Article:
Angela Daly: Scotland could lead on ethical data sharing

Angela Daly: Scotland could lead on ethical data sharing

Professor Angela Daly

The development of Covid-19 status, check-in and vaccine apps saw us generate more health data than ever before, but this was accompanied by concern over privacy and potential misuse of data. These experiences with Covid show just how important transparency and clarity on how information is used are for ensuring public trust, and why our work is so vital to building trust and confidence of the public, and regulators.

The public might tolerate use of their personal data during an emergency but, once the pandemic is over, will they be as willing to allow access to sensitive data, especially by private companies? I chair a new Independent Expert Group (IEG) advising the Scottish government about how the public sector can make decisions about sharing the datasets they hold in a way which benefits the people of Scotland and retains our trust.

Governments hold lots of personal data about us as citizens and receive requests from companies, charities, and the public for access to this data for different purposes. The underlying reasons might be political, commercial, or personal, but agencies must always consider transparency and privacy when evaluating these requests

Companies may claim access to data will lead to better services and products, but public bodies are often (rightly) anxious about whether providing access would be lawful. Data protection law sets out standards, principles, and obligations for handling personal data but there are additional ethical considerations when providing access to, for example, data held by the NHS or university researchers.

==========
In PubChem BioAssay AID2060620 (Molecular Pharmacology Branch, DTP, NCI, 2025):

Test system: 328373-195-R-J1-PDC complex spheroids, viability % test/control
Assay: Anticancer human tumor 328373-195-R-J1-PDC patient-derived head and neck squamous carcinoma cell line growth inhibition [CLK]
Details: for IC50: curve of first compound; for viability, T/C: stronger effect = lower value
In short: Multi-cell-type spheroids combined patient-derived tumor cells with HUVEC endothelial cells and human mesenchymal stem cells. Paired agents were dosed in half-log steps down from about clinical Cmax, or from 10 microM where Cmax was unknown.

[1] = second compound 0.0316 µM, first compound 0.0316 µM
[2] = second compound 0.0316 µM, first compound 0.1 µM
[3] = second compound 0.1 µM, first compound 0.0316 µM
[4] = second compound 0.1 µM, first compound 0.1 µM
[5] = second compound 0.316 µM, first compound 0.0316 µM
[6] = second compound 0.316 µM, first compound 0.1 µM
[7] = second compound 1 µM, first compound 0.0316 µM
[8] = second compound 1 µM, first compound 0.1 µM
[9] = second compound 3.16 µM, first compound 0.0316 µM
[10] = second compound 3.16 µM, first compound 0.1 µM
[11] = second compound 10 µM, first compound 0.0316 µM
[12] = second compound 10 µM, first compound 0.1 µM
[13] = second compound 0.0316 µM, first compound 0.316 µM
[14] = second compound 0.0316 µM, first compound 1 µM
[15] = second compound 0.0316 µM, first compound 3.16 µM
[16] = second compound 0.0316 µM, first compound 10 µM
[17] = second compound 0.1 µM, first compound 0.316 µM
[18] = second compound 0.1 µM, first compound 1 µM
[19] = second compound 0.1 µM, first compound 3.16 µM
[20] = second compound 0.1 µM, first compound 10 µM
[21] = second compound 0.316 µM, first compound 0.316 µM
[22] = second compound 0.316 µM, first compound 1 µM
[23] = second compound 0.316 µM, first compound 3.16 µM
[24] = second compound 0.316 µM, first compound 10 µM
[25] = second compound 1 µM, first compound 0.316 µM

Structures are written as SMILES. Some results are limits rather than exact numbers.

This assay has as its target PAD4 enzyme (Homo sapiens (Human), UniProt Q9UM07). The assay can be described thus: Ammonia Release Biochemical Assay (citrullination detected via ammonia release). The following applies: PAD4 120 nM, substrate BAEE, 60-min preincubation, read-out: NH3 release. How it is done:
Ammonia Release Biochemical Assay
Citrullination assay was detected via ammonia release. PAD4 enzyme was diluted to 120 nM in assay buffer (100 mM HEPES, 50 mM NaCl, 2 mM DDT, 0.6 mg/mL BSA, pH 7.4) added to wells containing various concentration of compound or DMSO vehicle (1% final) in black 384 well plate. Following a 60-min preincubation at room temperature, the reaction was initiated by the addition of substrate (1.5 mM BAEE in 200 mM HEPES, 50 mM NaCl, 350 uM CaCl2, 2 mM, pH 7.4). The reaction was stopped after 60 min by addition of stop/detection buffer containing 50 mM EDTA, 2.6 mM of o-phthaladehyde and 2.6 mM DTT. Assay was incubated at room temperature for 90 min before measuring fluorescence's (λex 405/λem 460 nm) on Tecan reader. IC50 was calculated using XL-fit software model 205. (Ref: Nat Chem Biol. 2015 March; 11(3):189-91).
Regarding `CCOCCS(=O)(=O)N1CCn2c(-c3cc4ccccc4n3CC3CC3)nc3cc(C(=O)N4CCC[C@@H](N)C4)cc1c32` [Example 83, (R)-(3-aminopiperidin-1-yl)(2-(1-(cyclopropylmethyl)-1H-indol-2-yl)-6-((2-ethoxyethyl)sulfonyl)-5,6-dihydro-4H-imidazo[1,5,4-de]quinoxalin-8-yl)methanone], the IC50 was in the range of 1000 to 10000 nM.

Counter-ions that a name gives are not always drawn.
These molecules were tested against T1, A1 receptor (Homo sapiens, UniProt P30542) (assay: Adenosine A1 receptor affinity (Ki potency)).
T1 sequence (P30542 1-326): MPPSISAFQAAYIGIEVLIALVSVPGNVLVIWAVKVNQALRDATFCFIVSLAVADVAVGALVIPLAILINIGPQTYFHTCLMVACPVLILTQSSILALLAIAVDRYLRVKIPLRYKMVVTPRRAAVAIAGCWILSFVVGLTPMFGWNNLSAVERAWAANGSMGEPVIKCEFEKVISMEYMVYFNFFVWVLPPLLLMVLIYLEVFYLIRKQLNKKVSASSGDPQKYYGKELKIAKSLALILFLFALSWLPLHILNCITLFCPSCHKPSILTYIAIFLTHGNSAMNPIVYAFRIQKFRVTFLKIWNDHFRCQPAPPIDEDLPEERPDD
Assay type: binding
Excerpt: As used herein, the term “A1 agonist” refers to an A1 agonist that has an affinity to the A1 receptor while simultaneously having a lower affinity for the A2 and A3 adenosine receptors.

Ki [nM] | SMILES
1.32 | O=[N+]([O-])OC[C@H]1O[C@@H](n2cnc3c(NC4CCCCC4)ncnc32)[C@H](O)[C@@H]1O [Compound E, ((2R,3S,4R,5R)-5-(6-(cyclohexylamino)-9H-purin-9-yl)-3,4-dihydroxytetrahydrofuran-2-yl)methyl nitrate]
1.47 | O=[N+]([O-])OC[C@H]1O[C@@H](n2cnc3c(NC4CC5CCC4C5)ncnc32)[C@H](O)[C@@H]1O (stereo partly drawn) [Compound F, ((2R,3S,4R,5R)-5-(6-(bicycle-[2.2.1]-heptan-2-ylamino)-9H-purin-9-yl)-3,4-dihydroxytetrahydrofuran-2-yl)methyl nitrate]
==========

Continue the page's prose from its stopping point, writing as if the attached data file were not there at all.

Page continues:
Our IEG has been established to address this anxiety and to provide guidance that empowers the public sector to make the right decisions about our data.

As part of our work, we will seek to define public benefit when private companies are seeking to make a profit. Even if public benefit can be demonstrated, the public may still not be happy about handing over data to big tech firms which have acted unethically in the past and are extremely powerful in the present.

We will also look at how public sector bodies can evaluate requests for so that data is only released as a public good. This means assessing what has happened already in Scotland and the situation elsewhere in the world.

Ensuring the public can participate in decision-making is key to ensuring that data sharing is legitimate in all senses, with recent reports suggesting that giving people a say is key to ensuring public acceptance of new technologies and data uses. Involving people in the design, development and deployment of data governance frameworks may be a mechanism for helping to ensure public benefit is realised while preserving trust in the use of our data.

Governments around the world are grappling with these issues, and we know that many are watching developments here closely. We hope that this programme of work in Scotland will be world-leading, and an exemplar of ethical data sharing.

An­gela Daly is pro­fes­sor of law & tech­nol­ogy at the Univer­sity of Dundee. This article first appeared in The Herald.

Share icon
Share this article: